In addition to wreaking havoc on homes, schools and schedules, shippers know that severe weather can disrupt the supply chain and cause delays in delivering product to customers. If you’re operating in a region that’s susceptible to hurricanes, tornadoes or snowstorms, you want to be sure that your transportation provider is prepared for whatever Mother Nature throws its way. This holds true whether you’re looking for a truckload, intermodal, bulk or LTL provider.
To choose a carrier that is prepared for the weather, look for a transportation provider that has all six of these characteristics:
Asset-based carriers have more control over their equipment, meaning they can more swiftly provide solutions when extreme weather hits. Asset-based carriers look at the whole transportation journey, rather than just the individual portion that non-asset-based carriers are responsible for. In looking at the whole picture, asset-based carriers are able to adjust the supply chain as needed, expediting freight to reach an area before a storm hits or holding freight at a staging area, so it doesn’t travel into a storm.
Not just any asset-based carrier will fit the bill. It’s important to look for one that has a large inventory of equipment. These carriers will have the resources to create pop-up fleets, or temporary dedicated fleets, when an area needs to be serviced quickly.
During serious weather events, a multimodal carrier can switch freight to a different mode of transportation that operates out of the path of the storm. Similarly, a multimodal carrier can provide a different mode when the original mode is affected by weather. For example, if a flood washes out a section of road but the railroad is still operational, a multimodal carrier might change a truckload shipment to an intermodal one, preventing delays. Multimodal carriers are not limited by their service offerings, nor would they avoid recommending a different mode of transportation that would mean sending a shipper to another carrier.
Carriers with nationwide networks are able to pull trucks, trailers and drivers from other parts of the country to operate in place of affected trucks, trailers and drivers. Carriers who are limited to a regional operation often don’t have the resources to keep freight moving when their area is affected by extreme weather, causing shipments to be delayed until they can get back on their feet.
Additionally, a carrier that has nationwide reach may have distribution centers or warehouses throughout the country that can be used during weather situations. For example, if a shipment heading from Chicago to Houston can’t be delivered because of severe weather in Houston, a carrier may be able to store the load in its distribution center in Dallas until it can be delivered to the destination.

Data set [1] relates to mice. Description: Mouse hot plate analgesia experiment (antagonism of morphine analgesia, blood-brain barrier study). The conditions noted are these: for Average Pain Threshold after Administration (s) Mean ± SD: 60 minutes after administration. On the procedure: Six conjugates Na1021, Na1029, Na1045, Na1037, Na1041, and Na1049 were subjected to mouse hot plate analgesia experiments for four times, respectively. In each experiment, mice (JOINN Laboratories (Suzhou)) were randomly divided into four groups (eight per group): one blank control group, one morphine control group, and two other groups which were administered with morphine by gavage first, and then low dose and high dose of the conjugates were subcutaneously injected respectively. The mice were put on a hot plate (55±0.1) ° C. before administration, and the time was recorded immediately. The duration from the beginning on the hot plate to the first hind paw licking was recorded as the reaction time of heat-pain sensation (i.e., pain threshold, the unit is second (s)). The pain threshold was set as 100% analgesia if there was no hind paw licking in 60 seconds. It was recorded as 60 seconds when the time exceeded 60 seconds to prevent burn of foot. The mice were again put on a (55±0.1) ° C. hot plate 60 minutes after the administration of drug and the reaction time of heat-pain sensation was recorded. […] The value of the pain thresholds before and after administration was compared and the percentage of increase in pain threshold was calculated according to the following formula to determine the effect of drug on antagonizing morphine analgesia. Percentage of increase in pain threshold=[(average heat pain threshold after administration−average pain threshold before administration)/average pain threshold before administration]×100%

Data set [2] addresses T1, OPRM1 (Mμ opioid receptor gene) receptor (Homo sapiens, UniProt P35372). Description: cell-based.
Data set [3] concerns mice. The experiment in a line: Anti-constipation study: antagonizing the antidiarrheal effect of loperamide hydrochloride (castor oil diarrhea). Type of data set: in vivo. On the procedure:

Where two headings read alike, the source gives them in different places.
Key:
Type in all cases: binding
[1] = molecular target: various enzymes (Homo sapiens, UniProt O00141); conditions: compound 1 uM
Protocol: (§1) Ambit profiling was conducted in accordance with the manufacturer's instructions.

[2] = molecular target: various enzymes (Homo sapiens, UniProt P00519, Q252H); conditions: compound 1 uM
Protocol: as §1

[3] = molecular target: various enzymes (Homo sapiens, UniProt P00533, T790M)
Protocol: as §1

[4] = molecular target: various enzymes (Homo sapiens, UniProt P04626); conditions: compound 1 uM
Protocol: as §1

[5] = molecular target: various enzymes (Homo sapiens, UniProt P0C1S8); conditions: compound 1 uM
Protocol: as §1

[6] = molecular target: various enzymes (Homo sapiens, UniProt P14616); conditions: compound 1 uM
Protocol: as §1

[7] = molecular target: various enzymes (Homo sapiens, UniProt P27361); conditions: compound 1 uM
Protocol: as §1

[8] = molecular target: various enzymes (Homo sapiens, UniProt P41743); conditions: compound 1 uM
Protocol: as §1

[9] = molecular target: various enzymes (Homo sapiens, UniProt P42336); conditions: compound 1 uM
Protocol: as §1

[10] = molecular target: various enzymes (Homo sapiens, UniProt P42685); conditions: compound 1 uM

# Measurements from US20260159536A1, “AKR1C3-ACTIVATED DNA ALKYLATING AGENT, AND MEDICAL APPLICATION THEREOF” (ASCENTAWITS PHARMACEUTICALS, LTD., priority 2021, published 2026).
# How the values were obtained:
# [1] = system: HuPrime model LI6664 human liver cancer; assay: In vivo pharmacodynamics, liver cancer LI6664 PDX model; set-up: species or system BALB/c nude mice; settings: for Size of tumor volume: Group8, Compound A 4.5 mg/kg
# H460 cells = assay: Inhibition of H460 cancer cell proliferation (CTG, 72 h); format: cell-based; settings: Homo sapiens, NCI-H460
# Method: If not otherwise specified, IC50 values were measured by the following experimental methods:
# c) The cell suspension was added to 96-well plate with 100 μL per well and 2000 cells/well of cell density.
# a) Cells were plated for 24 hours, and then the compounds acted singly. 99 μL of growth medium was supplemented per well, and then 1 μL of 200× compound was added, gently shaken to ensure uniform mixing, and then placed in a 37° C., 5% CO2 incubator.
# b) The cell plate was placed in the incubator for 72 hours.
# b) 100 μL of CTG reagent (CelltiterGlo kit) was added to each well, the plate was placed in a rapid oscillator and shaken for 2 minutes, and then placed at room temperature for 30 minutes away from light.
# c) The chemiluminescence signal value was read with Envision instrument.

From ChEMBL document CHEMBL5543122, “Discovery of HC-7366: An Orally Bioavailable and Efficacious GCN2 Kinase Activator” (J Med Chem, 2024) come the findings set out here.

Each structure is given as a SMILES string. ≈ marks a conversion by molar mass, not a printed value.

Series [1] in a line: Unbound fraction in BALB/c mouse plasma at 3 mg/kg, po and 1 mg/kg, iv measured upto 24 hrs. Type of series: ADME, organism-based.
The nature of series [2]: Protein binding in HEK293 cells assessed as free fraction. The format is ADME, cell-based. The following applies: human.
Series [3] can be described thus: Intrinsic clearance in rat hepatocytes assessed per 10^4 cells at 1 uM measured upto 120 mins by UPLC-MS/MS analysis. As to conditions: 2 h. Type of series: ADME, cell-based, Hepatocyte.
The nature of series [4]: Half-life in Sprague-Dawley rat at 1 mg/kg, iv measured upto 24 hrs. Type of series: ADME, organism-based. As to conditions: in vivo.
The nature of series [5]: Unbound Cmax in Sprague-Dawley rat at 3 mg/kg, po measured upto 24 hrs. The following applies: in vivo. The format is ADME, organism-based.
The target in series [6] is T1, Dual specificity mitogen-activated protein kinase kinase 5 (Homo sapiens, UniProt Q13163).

It’s difficult to prepare for weather if you don’t know what’s coming. Look for a carrier that has a robust process for regularly monitoring weather. In serious weather situations, carriers should be carefully monitoring before, during and after a storm.
Effective communication is important every day, but it is especially critical during inclement weather situations. A carrier that is prepared will share updates with associates, drivers and shippers often. Logistics providers should be communicating just as frequently with carriers and brokers.
Not only should carriers have a plan in place to handle weather situations when it comes to their drivers and freight on the road or rail, they should also have a plan when weather affects their offices or operating centers. Even with diligent monitoring, weather can be unpredictable, and carriers need a plan in place to keep business moving.
An effective business continuity plan covers many details, such as an IT system backup plan if offices lose power, a stock of trucks and trailers in a secondary location if the primary location is affected by weather, and a plan to move assets to higher ground if located in areas at risk of flooding.
Last but not least, carriers should have a focus on safety. Extreme weather can pose great danger to truck drivers as well as people traveling on the roads with them. Carriers should regularly train drivers, maintenance technicians and support staff on weather preparedness. Carriers should also have safety-focused policies that allow drivers to be captains of their ships, choosing not to drive if they feel unsafe. Logistics providers should be vetting carriers for similar safety practices to ensure safe shipping.
Avoid disruption in your supply chain due to weather by choosing a carrier that checks all six of these boxes. Check out the Knowledge Hub for more tips on preventing weather from affecting your freight, including best practices for temperature protection.
Published August 2018
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